The biggest challenge is to ensure Timorese are empowered to build their own capacity to develop in the way they want to, when it is so easy for Western folk (especially government advisers and all the NGOs) to come in with their own solutions and basically implement what they think TL needs. This is a real challenge given the frustration of political and policy deadlock that is happening in TL right now. The great thing is this deadlock is happening without any street violence, which would have been the case 15 years ago. TL is not a failed state, but it is facing a huge Resource Curse problem.

Successes? What has been the impact so far of this partnership on both sides?

The Alfredo Pires Scholarship: Offer to a Timor-Leste citizen a full-time research Masters and/or PhD scholarship in Geology at Federation University.

New Colombo Plan Mobility Program funded by Department of Foreign Affairs and Trade to encourage Australian university students to understand professional relevant issues in Asia-Pacific region. Over the years there have been a few FedUni student excursions which include students from UNTL in the fields of:

Education: pre-service teachers undertaking professional experience

Geology: excursion to significant geological sites throughout TL.

Business: visit businesses and public policy organisations on economic development of TL and the extent they address the SDGs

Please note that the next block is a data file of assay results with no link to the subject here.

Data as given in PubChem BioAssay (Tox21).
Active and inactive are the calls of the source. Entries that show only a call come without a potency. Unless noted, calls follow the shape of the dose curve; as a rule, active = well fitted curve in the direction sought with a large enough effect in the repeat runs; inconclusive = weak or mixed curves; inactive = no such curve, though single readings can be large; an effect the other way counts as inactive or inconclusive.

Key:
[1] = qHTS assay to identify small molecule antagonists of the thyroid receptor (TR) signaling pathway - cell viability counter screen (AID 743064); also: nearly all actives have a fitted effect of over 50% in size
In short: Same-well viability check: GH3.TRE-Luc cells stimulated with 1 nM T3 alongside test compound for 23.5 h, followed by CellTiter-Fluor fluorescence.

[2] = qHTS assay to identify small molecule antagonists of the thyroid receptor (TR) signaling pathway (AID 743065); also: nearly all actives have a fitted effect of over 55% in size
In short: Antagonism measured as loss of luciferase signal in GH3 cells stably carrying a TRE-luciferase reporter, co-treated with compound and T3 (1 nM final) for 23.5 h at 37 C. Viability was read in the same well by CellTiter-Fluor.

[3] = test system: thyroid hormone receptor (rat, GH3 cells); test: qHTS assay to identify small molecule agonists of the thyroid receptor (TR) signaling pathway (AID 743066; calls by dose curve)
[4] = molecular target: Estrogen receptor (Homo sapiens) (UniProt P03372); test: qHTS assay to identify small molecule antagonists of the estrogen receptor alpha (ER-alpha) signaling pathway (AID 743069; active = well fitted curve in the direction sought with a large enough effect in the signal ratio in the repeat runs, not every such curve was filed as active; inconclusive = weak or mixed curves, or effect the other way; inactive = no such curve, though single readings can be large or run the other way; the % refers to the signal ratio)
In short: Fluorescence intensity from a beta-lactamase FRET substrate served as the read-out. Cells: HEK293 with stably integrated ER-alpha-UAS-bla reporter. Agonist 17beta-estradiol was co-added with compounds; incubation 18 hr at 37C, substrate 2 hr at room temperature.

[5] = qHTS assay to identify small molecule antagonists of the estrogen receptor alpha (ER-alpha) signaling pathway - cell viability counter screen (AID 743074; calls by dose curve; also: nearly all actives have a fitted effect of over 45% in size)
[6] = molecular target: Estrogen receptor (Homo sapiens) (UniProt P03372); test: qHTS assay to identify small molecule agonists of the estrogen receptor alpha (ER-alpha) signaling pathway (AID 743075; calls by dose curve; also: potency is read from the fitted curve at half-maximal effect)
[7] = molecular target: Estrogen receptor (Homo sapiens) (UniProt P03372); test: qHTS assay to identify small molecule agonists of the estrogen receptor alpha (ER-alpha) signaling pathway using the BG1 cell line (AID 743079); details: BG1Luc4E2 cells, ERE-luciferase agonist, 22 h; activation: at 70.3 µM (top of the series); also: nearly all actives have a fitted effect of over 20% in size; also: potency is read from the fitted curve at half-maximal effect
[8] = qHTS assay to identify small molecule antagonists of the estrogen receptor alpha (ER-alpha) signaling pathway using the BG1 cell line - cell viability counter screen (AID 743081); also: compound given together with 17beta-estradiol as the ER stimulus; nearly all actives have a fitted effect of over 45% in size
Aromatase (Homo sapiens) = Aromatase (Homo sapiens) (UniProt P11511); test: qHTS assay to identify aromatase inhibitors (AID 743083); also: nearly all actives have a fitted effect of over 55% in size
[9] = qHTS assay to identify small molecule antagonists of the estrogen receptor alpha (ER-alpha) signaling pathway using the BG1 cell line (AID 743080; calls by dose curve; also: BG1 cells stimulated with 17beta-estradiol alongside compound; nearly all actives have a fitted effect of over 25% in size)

Nursing: nursing midwifery student study excursion to various TL hospitals.

PhDs: FedUni Lecturer Rosey King completing her study on maternal care and childbirth in TL with support from UNTL nursing department.

Adjunct Professor Patrice Braun run workshops at UNTL on building gender-responsive ecosystems and undertaking research with an emphasis on gender frameworks, female entrepreneurship and gender-inclusive community capacity building practices.

What advice would you have for other universities thinking of putting something similar into place?

There are a few lessons that I have learnt in working with UNTL which could be the basis of suggestions/advice to other institutions wanting to work collaboratively in developing countries:

Be patient – technological (e.g. emails and internet) and knowledge (e.g. sustainability as a concept) barriers exist, such that collaborations will take time.

Be persistent – no response does not necessarily mean a ‘no’, it probably means you need to approach and discuss the matter from a different perspective.

Be embedded – no ‘fly-by-night’ come in and sign the MOU and leaving the next day. It took me six months discussions on their own patch and appreciating their views, before a revised MoU could be finalised.

Be understanding – appreciate the difficulties and perspectives the locals have, for example the issue of rubbish is at a totally different level of understanding than just placing a bin on the street and telling them to “do the right thing”.

Be openly friendly like them – get down and join them in whatever they do. They are very open and friendly people. But, many Australians a bit too aloof to get down with them (e.g. learn how to dance and sing, they are brilliant at both, we Australians are relatively awful compared to Timorese in these two aspects of life).

Be prepared to ‘go with the flow’ – make it up as you go, with the basic vision and mission of the collaboration always in focus.

What’s next for the initiative?

I am currently working on developing a new course on the Economics of Timor-Leste that will be delivered at UNTL. There is also a new project being set up by Associate Professor Andrew Stranieri from the School of Engineering and Information Technology, Centre for Informatics and Applied Optimisation. He is assisting MotoAid to build a simple mobile phone app for the doctors to have to complete a daily checklist that can be used to record any faults with their vehicle. MotoAid aims to improve access to health care in Timor-Leste by focusing on transport.